GEOFFREY ALDERMAN

Sacks’ call to unite the community never came

IN 1961, the United Synagogue’s chief rabbi, Israel Brodie, vetoed the appointment of Rabbi Louis Jacobs as principal of Jews’ College, citing Jacobs’ apparently heretical views on the divine origin of the Torah.

So began the “Jacobs Affair” — or rather the First Jacobs Affair because there were several distinct, though obviously connected, confrontations between Rabbi jacobs and his followers on the one hand, and successive chief rabbis and their cheerleaders on the other.

They culminated in the quite spiteful decision of the United Synagogue’s Beth Din (then headed by the-then Dr Jonathan Sacks) to prohibit Rabbi jacobs from being “called” to the Reading of the Law in Bournemouth (July 26, 2003) prior to his granddaughter’s wedding.

Fear not! The good news is that I’m not going to devote this column to any of the Rabbi jacobs affairs.

I mention them only because they form the essential backcloth to a series of secret and semi-secret dialogues involving Orthodox and Progressive leaderships in the UK that took place at irregular intervals over a period of about a quarter century from the late 1960s to the late 1990s.

These dialogues have now been chronicled by Meir Persoff, whose Middlesex University PhD I had the privilege of supervising. Under the title Closed Doors, Open Minds (Academic Studies Press) and using a breathtaking array of hitherto closed archives, Dr Persoff now offers a fascinating — but at the same time depressing — insight into these clandestine disputations.

Persoff’s story begins not with Brodie but with his successor, Rabbi Immanuel Jakobovits, who succeeded to the office of United Synagogue chief rabbi in 1967 and held the post until his retirement in 1991.

The very public rows between the pro- and anti-Louis Rabbi jacobs camps had led to a schism of sorts, with Rabbi jacobs and his retinue storming out of the United Synagogue to establish their own religious infrastructure, now termed the Masorti movement.

More seriously — from Rabbi (later Lord) Jakobovits’ point of view — adherents of the Reform and Progressive wings had very publicly denounced the very office of chief rabbi.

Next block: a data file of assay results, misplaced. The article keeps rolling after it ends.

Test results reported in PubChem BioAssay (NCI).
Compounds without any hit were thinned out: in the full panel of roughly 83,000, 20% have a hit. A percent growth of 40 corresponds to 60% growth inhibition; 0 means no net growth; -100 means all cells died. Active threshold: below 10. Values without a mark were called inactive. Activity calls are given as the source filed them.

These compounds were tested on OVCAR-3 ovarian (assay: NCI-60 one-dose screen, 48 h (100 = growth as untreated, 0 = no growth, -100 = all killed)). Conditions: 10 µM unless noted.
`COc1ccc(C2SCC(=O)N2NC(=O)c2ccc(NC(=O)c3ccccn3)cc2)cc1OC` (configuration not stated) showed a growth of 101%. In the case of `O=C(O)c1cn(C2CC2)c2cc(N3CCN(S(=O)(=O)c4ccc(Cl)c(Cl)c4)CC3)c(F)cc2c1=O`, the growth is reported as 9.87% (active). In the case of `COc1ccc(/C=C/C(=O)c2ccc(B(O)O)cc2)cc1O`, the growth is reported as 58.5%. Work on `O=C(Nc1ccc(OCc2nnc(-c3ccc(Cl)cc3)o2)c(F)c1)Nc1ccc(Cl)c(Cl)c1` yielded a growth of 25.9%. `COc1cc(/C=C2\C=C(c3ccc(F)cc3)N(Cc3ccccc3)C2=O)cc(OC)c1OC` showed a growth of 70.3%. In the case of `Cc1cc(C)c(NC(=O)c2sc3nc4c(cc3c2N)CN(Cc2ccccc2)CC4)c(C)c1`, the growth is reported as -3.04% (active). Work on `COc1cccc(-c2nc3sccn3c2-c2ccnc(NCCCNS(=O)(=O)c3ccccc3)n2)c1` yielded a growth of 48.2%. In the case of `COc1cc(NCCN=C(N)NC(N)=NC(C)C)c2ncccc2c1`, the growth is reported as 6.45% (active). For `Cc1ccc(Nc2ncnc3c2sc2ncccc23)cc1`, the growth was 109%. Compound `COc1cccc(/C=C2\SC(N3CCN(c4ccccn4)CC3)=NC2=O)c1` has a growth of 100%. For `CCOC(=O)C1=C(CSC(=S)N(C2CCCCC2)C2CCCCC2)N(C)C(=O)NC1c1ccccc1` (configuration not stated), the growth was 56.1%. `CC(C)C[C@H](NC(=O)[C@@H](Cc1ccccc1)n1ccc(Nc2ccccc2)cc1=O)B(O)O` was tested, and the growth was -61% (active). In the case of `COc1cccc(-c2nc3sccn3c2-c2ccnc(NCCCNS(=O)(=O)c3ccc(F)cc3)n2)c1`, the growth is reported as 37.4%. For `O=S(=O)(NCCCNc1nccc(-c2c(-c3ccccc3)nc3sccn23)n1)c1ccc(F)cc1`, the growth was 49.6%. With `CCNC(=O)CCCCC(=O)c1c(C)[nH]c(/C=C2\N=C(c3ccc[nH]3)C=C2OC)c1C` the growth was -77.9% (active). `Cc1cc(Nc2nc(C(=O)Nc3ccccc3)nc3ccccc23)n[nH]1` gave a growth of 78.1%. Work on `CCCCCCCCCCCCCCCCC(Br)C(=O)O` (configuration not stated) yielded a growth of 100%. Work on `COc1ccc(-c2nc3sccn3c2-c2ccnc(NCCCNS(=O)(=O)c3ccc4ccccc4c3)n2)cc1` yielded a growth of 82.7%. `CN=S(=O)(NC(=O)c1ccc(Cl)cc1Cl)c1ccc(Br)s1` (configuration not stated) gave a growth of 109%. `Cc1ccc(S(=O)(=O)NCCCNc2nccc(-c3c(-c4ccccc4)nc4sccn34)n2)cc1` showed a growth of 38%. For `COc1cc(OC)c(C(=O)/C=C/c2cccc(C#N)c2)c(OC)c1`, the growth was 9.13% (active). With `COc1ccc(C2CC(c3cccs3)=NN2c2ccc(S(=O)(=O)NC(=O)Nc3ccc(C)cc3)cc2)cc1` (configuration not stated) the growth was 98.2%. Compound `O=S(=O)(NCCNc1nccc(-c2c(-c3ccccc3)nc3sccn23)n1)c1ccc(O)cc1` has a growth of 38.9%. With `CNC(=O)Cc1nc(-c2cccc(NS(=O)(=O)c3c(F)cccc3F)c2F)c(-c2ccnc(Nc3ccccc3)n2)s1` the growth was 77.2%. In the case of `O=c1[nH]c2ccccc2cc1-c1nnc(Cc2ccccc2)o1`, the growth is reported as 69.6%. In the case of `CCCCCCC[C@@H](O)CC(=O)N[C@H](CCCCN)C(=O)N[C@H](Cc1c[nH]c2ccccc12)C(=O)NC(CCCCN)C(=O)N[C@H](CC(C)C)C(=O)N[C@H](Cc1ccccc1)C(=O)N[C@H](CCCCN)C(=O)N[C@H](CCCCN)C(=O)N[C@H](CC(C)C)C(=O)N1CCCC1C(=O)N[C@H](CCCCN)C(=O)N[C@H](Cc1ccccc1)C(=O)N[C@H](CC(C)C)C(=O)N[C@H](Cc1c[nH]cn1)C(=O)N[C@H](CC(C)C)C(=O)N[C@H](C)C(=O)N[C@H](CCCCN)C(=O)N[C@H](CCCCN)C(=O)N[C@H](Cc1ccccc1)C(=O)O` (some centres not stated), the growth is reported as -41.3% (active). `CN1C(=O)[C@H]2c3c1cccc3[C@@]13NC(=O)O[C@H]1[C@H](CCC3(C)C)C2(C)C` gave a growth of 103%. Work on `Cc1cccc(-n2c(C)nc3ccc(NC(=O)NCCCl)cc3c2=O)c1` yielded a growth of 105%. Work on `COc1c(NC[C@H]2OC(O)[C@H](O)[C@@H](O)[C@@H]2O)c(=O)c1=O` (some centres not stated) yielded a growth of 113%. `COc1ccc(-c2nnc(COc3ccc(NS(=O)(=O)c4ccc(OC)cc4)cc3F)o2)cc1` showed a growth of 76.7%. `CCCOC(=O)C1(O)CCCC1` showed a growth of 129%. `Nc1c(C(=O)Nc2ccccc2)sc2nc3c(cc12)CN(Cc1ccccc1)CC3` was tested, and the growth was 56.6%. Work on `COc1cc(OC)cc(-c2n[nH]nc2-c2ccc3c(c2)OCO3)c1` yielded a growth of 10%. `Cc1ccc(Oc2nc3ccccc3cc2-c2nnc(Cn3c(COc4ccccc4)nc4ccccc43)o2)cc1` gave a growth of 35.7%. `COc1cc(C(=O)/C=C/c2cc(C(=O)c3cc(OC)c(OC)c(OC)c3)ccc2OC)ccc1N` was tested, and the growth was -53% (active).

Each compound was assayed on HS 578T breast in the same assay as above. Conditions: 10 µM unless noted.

This was not what Rabbi Jakobovits wanted at all. What he wanted was public deference — a flamboyant doffing of the skullcap — from all sections of British Jewry.

And it was with this objective in mind that he graciously consented to put his official residence — 85 Hamilton Terrace in London’s fashionable St John’s Wood — at the disposal of a group of Orthodox and non-Orthodox leaders, collectively and euphemistically termed “The Consultative Committee on Jewish-Christian Relations”.

What was actually discussed, of course, were not the finer points of interfaith dialogue but rather whether — and, if so, to what extent — there could ever be co-operation between Orthodoxy and “the Reform”.

The price that Sidney Brichto (executive director of the Union of Liberal and Progressive Synagogues) and John Rayner (minister of the Liberal Jewish Synagogue) demanded was that, in return for their public acceptance of the suzerainty of the United Synagogue’s chief rabbi, he would publicly acknowledge the legitimacy (or at least the religious authenticity) of non-Orthodox Judaism and would even, from time to time, attend non-Orthodox synagogue services.

There was not the remotest possibility of Rabbi Jakobovits agreeing to any such thing.

Rabbi Jakobovits — as Persoff eloquently demonstrates — squirmed and wriggled and wriggled and squirmed.

But he was never going to jump this fence. I can recall trying to point this out to Brichto at the time.

I told him that, in pursuing a hechsher from the United Synagogue’s rabbinate, he was on a hiding to nothing. And I should add that, at the very same time, Rabbi Jakobovits was launching a charm offensive towards my own Federation of Synagogues.

As I note in my forthcoming new history of the federation, Rabbi Jakobovits desperately wanted public acknowledgment of his office from the federation, and even entered into a written agreement (January, 1967) with the federation’s Rav Rashi, Dr E W Kirzner, to this end.

As Dr Persoff notes (in a previous book, Hats in the Ring), Rabbi Jakobovits had not the slightest intention of honouring this document.

In 1991 Jakobovits retired, to be succeeded by Dr Sacks. Some weeks after he had taken up residence at Hamilton Terrace, Dr Sacks invited me to take tea with him.

He wished, he said, to bring closer together all sections of British Jewry, and suggested that he should host, at his residence, meetings chaired by me with brethren from all sections of the community.

His secretary, he said, would contact me to arrange the details. The call from his secretary never came.

I should have known better, shouldn’t I?

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